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Drapers Debate: Is there a place for fur in fashion?

Gucci fur

As Gucci becomes the latest luxury brand to ban the use of fur in its collections Drapers asks one fur advocate and one anti-fur brand to debate the issue.

YES: Mark Oaten, CEO of the International Fur Federation 

mark oaten

I’ll be blunt. I wasn’t convinced when I got the call about the CEO position for the International Fur Federation. I’m no fashionista and, as a former MP, I’d had my fill of controversy. As an outsider looking in, all I saw was protest after protest against fur. Why would I wilfully jump into another fire?

Once I met up with the farmers and traders, it was apparent that it wasn’t just the protestors that are passionate about fur. Fur is a trade with a rich heritage, and I was immediately won over by the stories that had been passed down over generations.

We needed to update the industry’s image, as well as putting great effort into demonstrating that the fur trade is flourishing and countering propaganda peddled by the anti-groups. Our aim is to prove just how responsible and ethical the industry is, and to bring fur to new generations.

Let’s address the elephant in the room: there’s no denying that fur is controversial. I’ve always said that if you don’t want to wear fur, I support your right to choose and will defend that until the end. But fake fur is not better for the environment – it’s full of chemicals, often contains animal content and is as biodegradable as a plastic bag. Whatever your views on fur, you can’t get a more natural product. It comes from nature and lasts for life rather than ending up in a landfill within years of purchase.

The fur industry is highly regulated and is under a huge amount of public scrutiny, but on a practical level, it’s also very much in the interests of the farmers to look after the animals in their care to ensure the quality of their pelts. As such, the misinformation we hear about animals being skinned alive make no sense whatsoever and any fur farm that doesn’t maintain standards will be swiftly closed down.

We have acknowledged the lies time and time again, but it’s an easy story for the animal rights groups to push. That’s why my top priority is to develop a new global certification standard called Furmark, which will set in place a traceability scheme to cover farming, wild fur and the dressing of skins. There is no place for bad practitioners in the trade and we will be tough on those that don’t meet the requirements.

Changing entrenched attitudes is a slow process, but it’s now time for the fur sector to be proactive in resetting the narrative.

 

NO: Helen Moore, founder and owner of eponymous fake fur label Helen Moore

helen moore

Until now I have sat on the fence regarding the fur debate for several reasons: I was reluctant to upset some of our retailers who sell both real and fake fur; I was concerned about some of the actions attributed to People for the Ethical Treatment of Animals (PETA); and we use leather for our bag straps. I am aware that leather is a contentious issue. However, we use ethically sourced European leather, which is a byproduct and would otherwise go to waste.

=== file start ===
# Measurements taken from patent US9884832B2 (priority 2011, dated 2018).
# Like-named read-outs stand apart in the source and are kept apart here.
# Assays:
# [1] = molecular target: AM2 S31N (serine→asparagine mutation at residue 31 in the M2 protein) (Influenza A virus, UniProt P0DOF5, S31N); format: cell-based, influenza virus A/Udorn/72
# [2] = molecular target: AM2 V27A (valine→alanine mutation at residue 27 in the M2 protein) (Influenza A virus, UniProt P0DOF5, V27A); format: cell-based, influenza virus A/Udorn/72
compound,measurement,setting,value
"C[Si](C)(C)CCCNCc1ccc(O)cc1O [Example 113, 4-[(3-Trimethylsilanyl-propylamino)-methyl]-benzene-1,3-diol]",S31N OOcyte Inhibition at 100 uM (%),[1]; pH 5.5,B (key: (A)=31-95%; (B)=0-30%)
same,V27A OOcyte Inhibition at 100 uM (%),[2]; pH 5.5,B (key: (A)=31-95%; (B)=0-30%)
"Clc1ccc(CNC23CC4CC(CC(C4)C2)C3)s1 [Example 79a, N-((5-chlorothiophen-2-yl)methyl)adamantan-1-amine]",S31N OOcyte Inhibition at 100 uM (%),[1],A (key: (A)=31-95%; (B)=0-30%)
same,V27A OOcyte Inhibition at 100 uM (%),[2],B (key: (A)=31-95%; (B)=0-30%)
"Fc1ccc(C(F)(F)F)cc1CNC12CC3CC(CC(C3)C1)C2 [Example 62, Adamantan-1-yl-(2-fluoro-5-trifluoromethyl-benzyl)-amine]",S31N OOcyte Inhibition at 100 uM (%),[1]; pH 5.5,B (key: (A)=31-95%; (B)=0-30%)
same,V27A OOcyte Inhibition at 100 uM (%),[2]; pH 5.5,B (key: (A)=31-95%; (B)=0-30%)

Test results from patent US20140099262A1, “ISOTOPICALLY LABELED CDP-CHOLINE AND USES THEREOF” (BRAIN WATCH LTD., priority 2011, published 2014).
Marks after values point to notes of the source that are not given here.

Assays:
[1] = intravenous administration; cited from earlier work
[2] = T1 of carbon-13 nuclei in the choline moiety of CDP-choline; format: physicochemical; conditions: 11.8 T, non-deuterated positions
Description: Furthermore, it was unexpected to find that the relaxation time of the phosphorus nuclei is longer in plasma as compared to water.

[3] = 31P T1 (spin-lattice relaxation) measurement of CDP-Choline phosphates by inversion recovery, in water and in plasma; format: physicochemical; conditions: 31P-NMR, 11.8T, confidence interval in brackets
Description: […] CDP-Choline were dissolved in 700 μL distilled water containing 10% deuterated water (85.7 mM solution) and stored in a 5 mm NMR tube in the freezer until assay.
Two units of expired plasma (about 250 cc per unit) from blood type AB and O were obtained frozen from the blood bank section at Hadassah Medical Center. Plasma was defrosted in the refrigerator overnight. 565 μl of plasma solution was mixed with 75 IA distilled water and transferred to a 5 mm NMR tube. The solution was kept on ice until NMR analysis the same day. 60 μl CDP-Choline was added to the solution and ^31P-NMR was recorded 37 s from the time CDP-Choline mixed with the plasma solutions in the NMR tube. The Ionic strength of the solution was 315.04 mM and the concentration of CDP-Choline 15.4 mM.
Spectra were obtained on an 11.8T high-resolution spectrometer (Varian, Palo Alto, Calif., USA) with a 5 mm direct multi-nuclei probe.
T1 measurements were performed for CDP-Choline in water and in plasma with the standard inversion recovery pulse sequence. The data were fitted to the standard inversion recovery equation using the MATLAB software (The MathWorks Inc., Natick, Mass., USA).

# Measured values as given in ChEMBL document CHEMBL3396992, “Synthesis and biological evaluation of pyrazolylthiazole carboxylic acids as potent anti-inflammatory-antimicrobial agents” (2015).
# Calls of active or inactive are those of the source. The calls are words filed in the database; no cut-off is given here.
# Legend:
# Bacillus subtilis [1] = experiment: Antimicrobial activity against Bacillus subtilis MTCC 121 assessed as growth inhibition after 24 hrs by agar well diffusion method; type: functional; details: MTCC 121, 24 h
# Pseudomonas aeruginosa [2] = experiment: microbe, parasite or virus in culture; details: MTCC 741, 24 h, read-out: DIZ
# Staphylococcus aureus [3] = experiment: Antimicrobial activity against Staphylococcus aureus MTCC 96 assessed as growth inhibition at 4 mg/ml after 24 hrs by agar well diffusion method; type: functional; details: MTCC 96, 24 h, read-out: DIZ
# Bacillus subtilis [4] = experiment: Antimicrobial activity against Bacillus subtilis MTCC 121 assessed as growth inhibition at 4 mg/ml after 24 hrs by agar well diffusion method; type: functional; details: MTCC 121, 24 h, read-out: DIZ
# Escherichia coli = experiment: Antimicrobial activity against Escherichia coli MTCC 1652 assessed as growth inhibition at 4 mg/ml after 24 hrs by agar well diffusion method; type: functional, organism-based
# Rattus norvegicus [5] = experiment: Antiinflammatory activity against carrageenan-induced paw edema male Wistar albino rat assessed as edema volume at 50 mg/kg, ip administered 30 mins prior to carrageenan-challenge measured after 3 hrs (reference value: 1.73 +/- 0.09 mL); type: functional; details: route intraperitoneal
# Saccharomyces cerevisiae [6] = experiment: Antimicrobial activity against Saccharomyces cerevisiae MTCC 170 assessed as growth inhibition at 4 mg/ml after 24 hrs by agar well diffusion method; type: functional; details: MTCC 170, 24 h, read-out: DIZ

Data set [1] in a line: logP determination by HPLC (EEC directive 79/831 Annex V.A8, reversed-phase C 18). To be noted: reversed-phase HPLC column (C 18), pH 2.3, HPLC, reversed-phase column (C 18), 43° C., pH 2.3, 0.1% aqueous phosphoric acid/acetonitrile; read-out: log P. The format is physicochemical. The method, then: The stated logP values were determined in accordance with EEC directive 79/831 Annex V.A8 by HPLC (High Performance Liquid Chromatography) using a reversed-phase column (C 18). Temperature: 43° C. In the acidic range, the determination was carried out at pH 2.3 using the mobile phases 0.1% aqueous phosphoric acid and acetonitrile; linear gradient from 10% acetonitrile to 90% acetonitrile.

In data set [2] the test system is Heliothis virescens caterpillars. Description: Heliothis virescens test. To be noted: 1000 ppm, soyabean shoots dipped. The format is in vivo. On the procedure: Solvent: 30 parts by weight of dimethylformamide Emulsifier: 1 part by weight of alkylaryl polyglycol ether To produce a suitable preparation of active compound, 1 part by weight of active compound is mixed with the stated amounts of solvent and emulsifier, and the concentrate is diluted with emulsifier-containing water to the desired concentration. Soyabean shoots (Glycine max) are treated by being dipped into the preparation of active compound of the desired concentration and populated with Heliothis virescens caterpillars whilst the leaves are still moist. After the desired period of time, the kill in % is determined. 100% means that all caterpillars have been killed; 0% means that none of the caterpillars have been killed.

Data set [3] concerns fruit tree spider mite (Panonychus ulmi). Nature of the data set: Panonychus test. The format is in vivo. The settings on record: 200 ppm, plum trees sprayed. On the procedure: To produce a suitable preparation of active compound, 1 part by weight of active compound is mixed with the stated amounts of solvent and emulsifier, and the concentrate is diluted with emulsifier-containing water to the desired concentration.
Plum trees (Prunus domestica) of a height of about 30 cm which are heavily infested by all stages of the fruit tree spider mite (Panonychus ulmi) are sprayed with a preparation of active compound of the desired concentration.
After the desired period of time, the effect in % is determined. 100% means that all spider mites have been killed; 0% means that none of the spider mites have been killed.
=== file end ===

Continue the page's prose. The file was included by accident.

Examining the issue, I looked into why 12 European countries have banned fur farming. The general consensus is that keeping animals in captivity and killing them solely for their fur is unjust and unnecessary. The bans are clearly a force for good, but have resulted in fur farming being relegated to countries where there is little or no regulation. Until recently I avoided watching videos of distressed animals cooped up in tiny, filthy cages. It is hard to imagine that anyone with the slightest amount of compassion would entertain the idea of wearing real fur knowing the deplorable suffering caused.

The production of faux fur is no more harmful to the environment than the production of any synthetic fibre such as polyester, nylon or acrylic – all of which are ubiquitous. The fur lobby argues that fur is naturally degradable. However, the severely toxic chemicals used to prevent its decomposition guarantee its durability. I work with fake fur and all our fabrics comply with REACH (Registration, Evaluation, Authorisation and restriction of Chemicals) standards, ensuring that they are free from harmful chemicals. Fake fur has the added advantages of not smelling and being washable.

One of the most extraordinary news items regarding fur last year was the labelling of cat fur as fake fur. Real fur is so cheap to produce that breaching labelling regulations to sell into fur-free stores was clearly worth the risk.

I have previously said that I did not want to start a crusade against real fur, but I regret my ambivalence. I am shocked that such suffering is still tolerated in the name of fashion. The strong campaigns led by PETA have been instrumental in changing attitudes. Its protests are frequently condemned, but without its tenacity there would be more untold suffering. The support of celebrities such as Joanna Lumley, and fashion designers such as Stella McCartney and Vivienne Westwood, continues to raise awareness.

To wear fur is a personal choice, but there is an alternative. Good fake fur is extremely soft and luxurious, and is available in myriad colours and textures. It can match all the qualities of real fur without causing any suffering. Surely it is better to go for the cruelty-free option?

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